Davide Cannata is the Deputy Chairman of our Youth Council for the Future and represented us and “My Europe” during the IE University’s International Conference on Reinventing Higher Education as a panelist. I have met with him to talk about his experiences.
The IE University has recently organized the 5th edition of their International Conference on Reinventing Higher Education in which you participated. What was this year’s theme of discussion and who were the attendees?
The conference was composed of 4 different panels. I participated in the introductory one, called “Beyond Bologna, targeting new priorities in Higher Education”. The main topics were core-competencies, innovation, employability, international programs, flexible curriculum and evaluation. Four more people were talking in the introductory session: Stéphan Vincent-Lancrin, researcher at the OECD; Thomas Estermann, representative of the European Universities Association; Paul Norris, from UK NARIC and Kurt Deketelaere from the League of European Research Universities.
Regarding the Bologna Process and its implementation, were the opinions of the representatives of different professional fields convergent or divergent? Were their opinions different from the insight that you, as a student, have on higher education?
Summing up, I found that common positions were more frequent than the divergences. Most of the people at the conference agreed on the importance of the Bologna Process as well as the consistently insufficient results. The ambition of the process was in fact undermined by the actual implementation in the European framework. For example, countries are still really different in terms of the amount of funds given to higher education.
Were there solutions proposed for the discussed issues regarding Bologna or was it only a problem-finding session?
The goal of the conference couldn’t have been a problem solving role. That would have required a discussion of the present laws, the agreement of different representatives and much more time. We can say that it was a problem and opportunities-finding session. The main question was: What can we do to align university with the rapidly changing contemporary world? So it was necessary both to find problems and to present new needs and discoveries.
What was the consensus on the liberty students should have on choosing subjects and managing their studies? How much freedom is enough for comfort but complying with the credits system and the established curricula?
It was a hot topic and it mixed two different ideas of student flexibility. Flexibility about the subjects and flexibility about how to confront the subject. Those who saw flexibility mainly as the choice of subjects were mainly apposing too much of it. Although it might be cool studying a bit of political sciences, a bit of economics and a bit of philosophy (just to make an example), the resulting profile could not meet the criteria required to enter the professional world. More positive was the vision of those who considered flexibility especially as concerning a more flexible work of the students inside their classes. It was differentiated between the possibility of being flexible at different levels (bachelor-master-PhD) and the general idea was that flexibility can augment through the education.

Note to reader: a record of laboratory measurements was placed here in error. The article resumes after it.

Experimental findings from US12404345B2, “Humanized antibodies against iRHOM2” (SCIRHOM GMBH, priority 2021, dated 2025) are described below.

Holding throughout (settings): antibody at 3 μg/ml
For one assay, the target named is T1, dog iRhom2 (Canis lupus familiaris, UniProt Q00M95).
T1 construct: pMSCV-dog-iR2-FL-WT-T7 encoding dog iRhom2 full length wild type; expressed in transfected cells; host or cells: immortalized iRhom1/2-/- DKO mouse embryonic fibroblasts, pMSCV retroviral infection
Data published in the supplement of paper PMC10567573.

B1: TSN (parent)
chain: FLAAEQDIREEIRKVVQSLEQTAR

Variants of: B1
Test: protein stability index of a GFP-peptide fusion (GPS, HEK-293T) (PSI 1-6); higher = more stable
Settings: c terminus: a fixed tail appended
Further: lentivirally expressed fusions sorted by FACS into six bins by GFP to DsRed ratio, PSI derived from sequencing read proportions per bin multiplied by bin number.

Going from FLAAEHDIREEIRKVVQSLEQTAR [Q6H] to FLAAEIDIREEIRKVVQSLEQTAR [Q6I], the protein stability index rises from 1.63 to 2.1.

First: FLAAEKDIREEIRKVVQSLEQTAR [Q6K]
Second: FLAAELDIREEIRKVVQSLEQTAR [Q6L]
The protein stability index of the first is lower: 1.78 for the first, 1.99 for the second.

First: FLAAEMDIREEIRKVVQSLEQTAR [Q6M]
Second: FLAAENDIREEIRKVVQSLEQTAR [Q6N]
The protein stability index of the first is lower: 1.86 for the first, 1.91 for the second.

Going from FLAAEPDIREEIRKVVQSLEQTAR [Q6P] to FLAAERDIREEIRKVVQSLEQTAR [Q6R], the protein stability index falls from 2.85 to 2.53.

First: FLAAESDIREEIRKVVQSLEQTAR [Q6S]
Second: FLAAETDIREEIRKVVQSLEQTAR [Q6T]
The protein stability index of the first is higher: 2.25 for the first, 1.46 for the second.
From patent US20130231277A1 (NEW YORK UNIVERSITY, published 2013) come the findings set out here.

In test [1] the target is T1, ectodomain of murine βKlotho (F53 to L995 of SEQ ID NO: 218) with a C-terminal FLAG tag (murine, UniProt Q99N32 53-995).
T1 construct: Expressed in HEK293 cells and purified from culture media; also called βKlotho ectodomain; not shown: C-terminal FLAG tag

How are evaluation methods to be changed/improved? How much regulation is enough for an objective comparison of results but not restrictive of the universities’/instructors’ liberty to choose how to grade their exams?
This was another important topic. Here the main problem seems to be the different way of evaluating people across different countries. In Italy, for example, oral sessions are more common, while in Spain most of the evaluation works through multiple choice exams. Furthermore, it’s really different to convert the grades from one nation to another and it is a problem during international exchange. There should be a better understanding of the main goal of grading students: Is it about giving them a score to present to companies (that in most of the cases are not so concerned about it) or giving them a feedback, a confrontation and a further learning moment? Choices of evaluation methods should start from there.
Overall, how was your experience at the conference? Have any prospective themes been proposed for next year’s conference?
My experience was really satisfying. My voice was recognized and it flattered me. Moreover, I learnt many things from different people talking about the future of European Education. What was underlined by many was that in the process of forming competitive professionals, it is always important to focus on the core competencies of the students. Internships were also viewed as an important way to contribute to the professional growth of a student. There wasn’t a proposal to set up next year’s agenda. I hope that what has been discussed at the RHE conference will be material for political discussions in the coming years.
Is there anything else you would like to add?
I would just like to thank you for the interview and wish you the best.
Thank you, Davide!
About the interviewer:
Elena (20) is a member of the Youth Council for the Future. She is involved in “My Europe” since the workshop in Bucharest in 2011.